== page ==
The high carbon content means that it has more carbon in it than can be disolved in the austinite (hypereutectic). This makes a harder, stronger, and more wear resistant steel in all the conversion products of austinite. This has to do with the formation of carbides in the steel. It also contributes to the loss of toughness and ductility because it prevents the formation of ferrite outside of pearlite/bainite and smaller plates/strands of ferrite within the pearlite/bainite.

 

Being hypereutectic also means that you have to be a little more concerned about grain growth even though vanadium and aluminum can counter the effect to an extent. Don't get all that hung up on grain growth just keep you heat down when you austinize to heat treat and normalize X3 to help correct for the grain growth that may occure during forging.

 

Being shallow hardening steel, though the actuall composition of the steel influences this characteristic, W2 has some advantages. This factor restricts the thickness to which you can harden a knife blade. It can automatically give you a soft spine and contributes to the formation of a hamon.

 

Sorry if I got a little too technical with you but I'm a technical type of person. Remember, you don't need a course in steel metallurgy to make blades, you can get by with learning the forging and heat treating characteristics of the steel that you choose.

 

Doug :ph34r:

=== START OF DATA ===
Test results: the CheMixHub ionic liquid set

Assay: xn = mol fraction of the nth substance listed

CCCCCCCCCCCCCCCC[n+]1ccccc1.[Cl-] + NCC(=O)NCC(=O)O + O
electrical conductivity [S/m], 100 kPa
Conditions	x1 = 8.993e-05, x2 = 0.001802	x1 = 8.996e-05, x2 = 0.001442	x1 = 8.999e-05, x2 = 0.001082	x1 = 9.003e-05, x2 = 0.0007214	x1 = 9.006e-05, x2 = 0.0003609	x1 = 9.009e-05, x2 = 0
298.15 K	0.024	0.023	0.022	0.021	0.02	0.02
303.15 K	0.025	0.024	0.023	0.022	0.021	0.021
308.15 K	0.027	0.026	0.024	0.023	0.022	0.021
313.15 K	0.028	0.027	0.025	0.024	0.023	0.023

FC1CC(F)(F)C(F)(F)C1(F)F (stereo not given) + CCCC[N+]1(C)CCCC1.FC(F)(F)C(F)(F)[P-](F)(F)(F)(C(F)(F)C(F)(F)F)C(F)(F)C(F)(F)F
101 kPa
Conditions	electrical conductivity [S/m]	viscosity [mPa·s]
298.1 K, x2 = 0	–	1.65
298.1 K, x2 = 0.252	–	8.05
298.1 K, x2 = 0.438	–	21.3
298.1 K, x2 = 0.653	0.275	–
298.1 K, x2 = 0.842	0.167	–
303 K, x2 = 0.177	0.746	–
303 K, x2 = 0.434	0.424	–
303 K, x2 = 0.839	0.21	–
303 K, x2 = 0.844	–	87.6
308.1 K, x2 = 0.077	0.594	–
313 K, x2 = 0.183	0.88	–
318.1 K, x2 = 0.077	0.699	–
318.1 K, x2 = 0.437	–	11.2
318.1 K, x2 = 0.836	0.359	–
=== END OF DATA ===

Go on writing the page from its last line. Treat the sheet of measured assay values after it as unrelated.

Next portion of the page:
HELP...I'm a twenty year old trapped in the body of an old man!!!

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A lot of times I just go to the forge with a rough idea and start forging a blade. One the blade is heat treated and polished out part of the way I'll lay it on some paper, and trace the blade then design a handle around the blade.

 

I've got a few I drew the whole thing out I'm eager to get around to making though. I've not done a lot with the idea fully drawn out to start with.

Beau Erwin

www.ErwinKnives.com

Custom knives

Bcarta Composites

Stabilized Woods

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Nice hamon and blade. Would like to see the walnut and buffalo horn handle. :)

 

I cannot make a knife if I don't see the final product and how it will be put toghther in my head. I find that if I just make the steel do what it wants...it will take control of me... rather than me taking control of it. My best friend (Norman Hackney) who also forges blades at my workshop also lets the hammer and anvil do the thinking for him when forging a blade...I simply cannot. I always draw what I'm going to make on the whiteboard in my workshop.

 

Maybe it has all to do with the personality of the smith, but that means I am a control freak :P

 

Nice work, I always love a hamon on a blade!

Francois Labuschagne

Web: http://www.iforgeblades.co.za

Mobile: +2782 358 0221

Skype: fralab9

Email: fralab9@gmail.com